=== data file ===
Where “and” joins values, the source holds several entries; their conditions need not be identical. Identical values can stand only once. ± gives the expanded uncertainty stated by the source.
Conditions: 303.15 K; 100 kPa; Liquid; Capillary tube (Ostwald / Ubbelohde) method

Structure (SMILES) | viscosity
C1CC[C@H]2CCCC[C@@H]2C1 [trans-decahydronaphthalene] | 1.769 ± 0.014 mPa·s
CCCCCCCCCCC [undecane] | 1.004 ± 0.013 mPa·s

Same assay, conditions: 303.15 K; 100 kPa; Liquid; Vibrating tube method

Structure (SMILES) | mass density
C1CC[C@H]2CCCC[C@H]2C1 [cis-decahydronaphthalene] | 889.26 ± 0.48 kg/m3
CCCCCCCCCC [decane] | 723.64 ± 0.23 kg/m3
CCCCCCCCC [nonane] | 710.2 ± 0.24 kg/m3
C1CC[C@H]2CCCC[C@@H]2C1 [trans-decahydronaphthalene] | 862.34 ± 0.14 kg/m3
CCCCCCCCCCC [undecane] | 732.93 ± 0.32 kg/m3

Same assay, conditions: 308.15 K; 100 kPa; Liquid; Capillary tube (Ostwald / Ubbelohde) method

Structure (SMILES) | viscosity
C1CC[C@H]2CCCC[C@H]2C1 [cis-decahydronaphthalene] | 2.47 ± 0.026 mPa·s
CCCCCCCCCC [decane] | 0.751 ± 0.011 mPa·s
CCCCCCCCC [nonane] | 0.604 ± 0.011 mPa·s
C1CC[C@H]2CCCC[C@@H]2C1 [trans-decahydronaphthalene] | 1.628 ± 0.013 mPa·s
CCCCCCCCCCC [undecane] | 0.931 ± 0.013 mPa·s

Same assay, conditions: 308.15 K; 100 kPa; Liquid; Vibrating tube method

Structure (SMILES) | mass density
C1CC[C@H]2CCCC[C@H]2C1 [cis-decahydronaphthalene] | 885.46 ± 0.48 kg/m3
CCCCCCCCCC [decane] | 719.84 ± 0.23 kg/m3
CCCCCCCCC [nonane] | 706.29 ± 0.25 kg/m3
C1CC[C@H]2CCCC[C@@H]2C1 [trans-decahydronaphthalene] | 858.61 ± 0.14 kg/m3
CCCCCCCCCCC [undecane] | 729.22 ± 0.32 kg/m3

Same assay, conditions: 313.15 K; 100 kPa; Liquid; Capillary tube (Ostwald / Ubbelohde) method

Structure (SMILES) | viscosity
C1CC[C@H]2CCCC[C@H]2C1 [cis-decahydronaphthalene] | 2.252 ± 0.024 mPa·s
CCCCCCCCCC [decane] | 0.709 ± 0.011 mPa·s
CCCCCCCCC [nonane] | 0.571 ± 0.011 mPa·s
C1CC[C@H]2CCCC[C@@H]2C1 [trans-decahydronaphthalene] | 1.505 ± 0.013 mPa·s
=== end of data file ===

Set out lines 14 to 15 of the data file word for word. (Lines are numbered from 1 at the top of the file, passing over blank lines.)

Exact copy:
Structure (SMILES) | viscosity
C1CC[C@H]2CCCC[C@H]2C1 [cis-decahydronaphthalene] | 2.47 ± 0.026 mPa·s